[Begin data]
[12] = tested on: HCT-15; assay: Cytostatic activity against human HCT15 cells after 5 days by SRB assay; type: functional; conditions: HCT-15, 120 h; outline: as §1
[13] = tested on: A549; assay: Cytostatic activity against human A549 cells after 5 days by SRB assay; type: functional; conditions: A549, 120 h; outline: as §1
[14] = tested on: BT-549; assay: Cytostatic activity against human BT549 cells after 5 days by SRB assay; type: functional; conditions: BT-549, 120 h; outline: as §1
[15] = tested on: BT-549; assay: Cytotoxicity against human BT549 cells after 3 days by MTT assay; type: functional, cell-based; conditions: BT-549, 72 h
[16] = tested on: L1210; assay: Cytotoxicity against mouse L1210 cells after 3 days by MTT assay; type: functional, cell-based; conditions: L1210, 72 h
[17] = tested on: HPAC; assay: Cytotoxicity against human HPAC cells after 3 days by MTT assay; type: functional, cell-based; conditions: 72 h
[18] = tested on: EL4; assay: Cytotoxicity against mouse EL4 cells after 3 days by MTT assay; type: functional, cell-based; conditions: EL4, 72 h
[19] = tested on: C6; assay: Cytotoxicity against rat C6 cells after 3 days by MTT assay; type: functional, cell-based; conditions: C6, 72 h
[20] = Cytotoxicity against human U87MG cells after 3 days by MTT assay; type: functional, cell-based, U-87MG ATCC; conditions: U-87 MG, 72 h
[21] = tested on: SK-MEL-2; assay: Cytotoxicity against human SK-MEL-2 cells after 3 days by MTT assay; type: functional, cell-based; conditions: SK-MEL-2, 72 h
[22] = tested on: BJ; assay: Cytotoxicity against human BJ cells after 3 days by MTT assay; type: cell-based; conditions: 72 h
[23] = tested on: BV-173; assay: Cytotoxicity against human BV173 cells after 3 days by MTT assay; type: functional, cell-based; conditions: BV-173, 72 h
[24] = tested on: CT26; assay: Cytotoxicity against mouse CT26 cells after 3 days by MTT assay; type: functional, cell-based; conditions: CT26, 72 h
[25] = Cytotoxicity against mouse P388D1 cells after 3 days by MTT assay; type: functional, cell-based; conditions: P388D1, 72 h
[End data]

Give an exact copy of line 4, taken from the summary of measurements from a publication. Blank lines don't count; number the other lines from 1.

[15] = tested on: BT-549; assay: Cytotoxicity against human BT549 cells after 3 days by MTT assay; type: functional, cell-based; conditions: BT-549, 72 h